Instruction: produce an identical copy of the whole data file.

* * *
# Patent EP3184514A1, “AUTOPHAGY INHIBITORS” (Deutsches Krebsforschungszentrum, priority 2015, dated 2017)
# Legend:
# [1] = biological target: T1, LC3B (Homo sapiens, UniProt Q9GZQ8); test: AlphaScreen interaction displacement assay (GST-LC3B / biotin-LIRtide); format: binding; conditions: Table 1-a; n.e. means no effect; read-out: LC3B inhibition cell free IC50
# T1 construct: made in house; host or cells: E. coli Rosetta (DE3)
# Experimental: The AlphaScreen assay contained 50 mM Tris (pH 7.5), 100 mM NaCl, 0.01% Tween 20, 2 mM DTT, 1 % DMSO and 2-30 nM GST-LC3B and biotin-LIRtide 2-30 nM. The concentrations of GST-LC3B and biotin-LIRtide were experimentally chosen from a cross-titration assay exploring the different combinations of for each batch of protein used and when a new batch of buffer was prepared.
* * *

# Patent EP3184514A1, “AUTOPHAGY INHIBITORS” (Deutsches Krebsforschungszentrum, priority 2015, dated 2017)
# Legend:
# [1] = biological target: T1, LC3B (Homo sapiens, UniProt Q9GZQ8); test: AlphaScreen interaction displacement assay (GST-LC3B / biotin-LIRtide); format: binding; conditions: Table 1-a; n.e. means no effect; read-out: LC3B inhibition cell free IC50
# T1 construct: made in house; host or cells: E. coli Rosetta (DE3)
# Experimental: The AlphaScreen assay contained 50 mM Tris (pH 7.5), 100 mM NaCl, 0.01% Tween 20, 2 mM DTT, 1 % DMSO and 2-30 nM GST-LC3B and biotin-LIRtide 2-30 nM. The concentrations of GST-LC3B and biotin-LIRtide were experimentally chosen from a cross-titration assay exploring the different combinations of for each batch of protein used and when a new batch of buffer was prepared.